Updating Hayek: Can 'The Market' Prioritize Well?

Hayek viewed markets as distributed-intelligence systems that evolved to compute resource allocations. We can now update that view with ideas from computer science, biological signalling, and evolution.


This is diablog 9 between David Sloan Wilson (DSW) and me (JB).

1) JB: [Friedrich] Hayek, half a century ago, added key evolutionary ideas to economics, which you say need major updates.

2) DSW: Hayek had two way-ahead-of-his-time insights. First, that economic systems have a distributed intelligence that cannot be located in any individual. Second, that this intelligence evolved by cultural group selection. Contemporary science — complex systems and multilevel evolution — validate those claims. But Hayek fans are mistaken to believe that his insights mean markets should be unregulated.

3: JB: OK, markets use evolved distributed intelligence to compute resource allocations. So let’s add more computer science, and ideas about biological computation and signaling.

4. JB: Hayek’s right that no “central planner” can know what’s distributed among people in markets. But computer scientists have studied distributed processing’s limits. Many tasks can’t be efficiently distributed. Most still need central coordination. Aren’t market computations similarly limited?

5. JB: Plus, free markets “compute” using only one kind of data, in only one way. Their distributed intelligence is hardwired reflexively to local price signals. That’s like having no central nervous system.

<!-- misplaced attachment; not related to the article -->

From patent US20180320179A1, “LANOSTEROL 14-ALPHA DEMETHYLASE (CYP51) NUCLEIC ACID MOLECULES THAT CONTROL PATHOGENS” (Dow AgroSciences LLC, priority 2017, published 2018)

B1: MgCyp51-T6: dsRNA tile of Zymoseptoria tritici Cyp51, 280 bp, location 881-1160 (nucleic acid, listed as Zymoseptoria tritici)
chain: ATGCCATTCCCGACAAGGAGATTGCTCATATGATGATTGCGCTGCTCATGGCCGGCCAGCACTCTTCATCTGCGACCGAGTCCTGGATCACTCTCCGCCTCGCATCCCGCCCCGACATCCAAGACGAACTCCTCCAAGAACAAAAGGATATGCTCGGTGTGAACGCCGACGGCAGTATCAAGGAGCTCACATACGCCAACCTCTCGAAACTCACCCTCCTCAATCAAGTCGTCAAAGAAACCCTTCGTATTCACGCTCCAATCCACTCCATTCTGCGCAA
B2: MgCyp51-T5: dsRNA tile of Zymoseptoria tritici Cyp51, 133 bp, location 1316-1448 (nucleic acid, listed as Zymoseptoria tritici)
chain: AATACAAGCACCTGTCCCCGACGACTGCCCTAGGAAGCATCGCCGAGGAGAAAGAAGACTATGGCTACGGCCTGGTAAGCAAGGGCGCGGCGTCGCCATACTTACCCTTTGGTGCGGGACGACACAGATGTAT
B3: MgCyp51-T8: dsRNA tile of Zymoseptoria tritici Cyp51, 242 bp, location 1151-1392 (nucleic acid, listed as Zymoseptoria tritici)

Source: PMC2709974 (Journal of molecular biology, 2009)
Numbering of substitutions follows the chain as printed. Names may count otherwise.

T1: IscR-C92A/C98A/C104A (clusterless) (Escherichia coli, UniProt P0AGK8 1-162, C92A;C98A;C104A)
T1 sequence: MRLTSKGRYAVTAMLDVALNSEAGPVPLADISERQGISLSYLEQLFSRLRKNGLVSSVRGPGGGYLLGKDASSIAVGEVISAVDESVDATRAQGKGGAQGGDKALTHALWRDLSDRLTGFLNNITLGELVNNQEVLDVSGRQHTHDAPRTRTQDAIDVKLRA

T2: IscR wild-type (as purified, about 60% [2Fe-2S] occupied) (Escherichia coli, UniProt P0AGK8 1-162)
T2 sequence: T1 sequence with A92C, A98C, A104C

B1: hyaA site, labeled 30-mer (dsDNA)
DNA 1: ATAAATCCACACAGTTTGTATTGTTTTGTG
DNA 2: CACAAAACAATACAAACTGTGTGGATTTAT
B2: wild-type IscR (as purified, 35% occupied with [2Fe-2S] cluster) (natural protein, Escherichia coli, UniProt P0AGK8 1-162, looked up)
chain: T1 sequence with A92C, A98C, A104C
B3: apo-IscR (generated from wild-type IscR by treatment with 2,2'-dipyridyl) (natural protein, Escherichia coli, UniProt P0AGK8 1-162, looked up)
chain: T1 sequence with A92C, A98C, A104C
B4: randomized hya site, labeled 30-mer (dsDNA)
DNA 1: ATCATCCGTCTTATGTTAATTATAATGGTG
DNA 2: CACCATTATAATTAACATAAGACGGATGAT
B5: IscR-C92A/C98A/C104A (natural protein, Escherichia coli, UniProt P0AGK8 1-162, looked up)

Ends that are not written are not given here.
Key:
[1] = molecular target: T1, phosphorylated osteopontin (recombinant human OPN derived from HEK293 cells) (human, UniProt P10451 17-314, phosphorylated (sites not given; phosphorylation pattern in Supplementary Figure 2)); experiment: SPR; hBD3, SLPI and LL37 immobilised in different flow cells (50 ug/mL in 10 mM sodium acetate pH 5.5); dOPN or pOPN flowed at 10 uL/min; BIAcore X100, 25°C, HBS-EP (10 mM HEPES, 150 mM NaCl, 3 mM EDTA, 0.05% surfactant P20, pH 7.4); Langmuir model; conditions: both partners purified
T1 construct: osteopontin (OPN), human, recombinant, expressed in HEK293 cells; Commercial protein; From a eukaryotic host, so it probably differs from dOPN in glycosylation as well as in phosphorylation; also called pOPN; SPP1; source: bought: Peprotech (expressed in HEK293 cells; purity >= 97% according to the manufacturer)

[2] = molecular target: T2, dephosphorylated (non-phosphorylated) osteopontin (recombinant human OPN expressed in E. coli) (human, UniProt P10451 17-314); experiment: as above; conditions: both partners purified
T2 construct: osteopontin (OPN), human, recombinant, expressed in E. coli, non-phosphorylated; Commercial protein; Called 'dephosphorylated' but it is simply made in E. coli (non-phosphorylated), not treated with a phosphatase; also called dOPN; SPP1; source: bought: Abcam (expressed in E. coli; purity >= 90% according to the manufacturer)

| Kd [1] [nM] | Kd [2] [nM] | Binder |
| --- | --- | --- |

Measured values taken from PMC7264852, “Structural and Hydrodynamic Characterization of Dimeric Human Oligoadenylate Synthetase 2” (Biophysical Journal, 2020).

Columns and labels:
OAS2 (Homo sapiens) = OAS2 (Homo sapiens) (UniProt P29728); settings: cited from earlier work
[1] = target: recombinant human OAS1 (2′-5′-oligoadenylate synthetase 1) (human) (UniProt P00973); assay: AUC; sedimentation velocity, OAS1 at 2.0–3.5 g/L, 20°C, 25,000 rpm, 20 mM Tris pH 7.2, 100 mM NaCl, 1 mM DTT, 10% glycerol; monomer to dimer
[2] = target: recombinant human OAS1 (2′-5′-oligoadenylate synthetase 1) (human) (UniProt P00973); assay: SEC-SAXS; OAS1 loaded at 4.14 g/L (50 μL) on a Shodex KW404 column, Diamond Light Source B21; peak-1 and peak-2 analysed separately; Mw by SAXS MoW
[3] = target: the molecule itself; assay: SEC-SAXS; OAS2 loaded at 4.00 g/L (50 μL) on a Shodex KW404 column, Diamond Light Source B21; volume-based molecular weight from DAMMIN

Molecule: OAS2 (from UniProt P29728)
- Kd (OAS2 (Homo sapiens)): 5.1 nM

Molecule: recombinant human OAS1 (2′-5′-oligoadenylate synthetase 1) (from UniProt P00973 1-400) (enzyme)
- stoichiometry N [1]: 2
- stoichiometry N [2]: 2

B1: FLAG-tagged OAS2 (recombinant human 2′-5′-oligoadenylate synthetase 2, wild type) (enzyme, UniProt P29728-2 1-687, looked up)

6. JB: Central nervous systems evolved specifically to enable non-reflex, non-distributed responses and decisions that prioritize for the organism as a whole. But “the markets” decide musical toilets take priority over basic needs. Their distributed intelligence invests in lifestyle drugs (here's an example currently in the news) but ignores failing antibiotics. And a mindless markets mindset suggests we can’t save the planet unless that’s profitable.

7. JB: Imagine an organism that used only one price-like signal for all its internal coordination. Human blood-sugar allocation needs eight separately varying regulatory signals.

8. DSW: Comparing a healthy economy to an organism shows that Hayek was both right and wrong. Organisms regulate a mind-boggling number of processes to stay alive. Every one of them is a distributed process — even the central nervous system (viewed closely enough). Every one was produced by natural selection: The distributed processes that work better winnowed from the much larger number that didn’t. And distributed “invisible hand” processes aren’t all good.

9) DSW: We can draw two implications for economics. First, distributed processes that work often include both the public and private sector [both central and distributed elements]. It’s stupid to think the private sector works well and the public sector just gets in the way (see economist Mariana Mazzucato’s explanation). Second, more winnowing is required for economic processes to adapt to current and future conditions. Natural selection can’t work fast enough, so it will have to be policy selection informed by evolution and complexity science.

10: JB: Effective market regulation should heed biology’s regulatory lessons. Economies, like complex organisms, need distributed reflexes and a central nervous system. They need more than one price-like signal to prioritize and regulate for the whole, and to manage systemic risks. That doesn’t happen automatically. Take, for example, the 2008 crash, in which [Alan] Greenspan confessed: Self-regulation failed).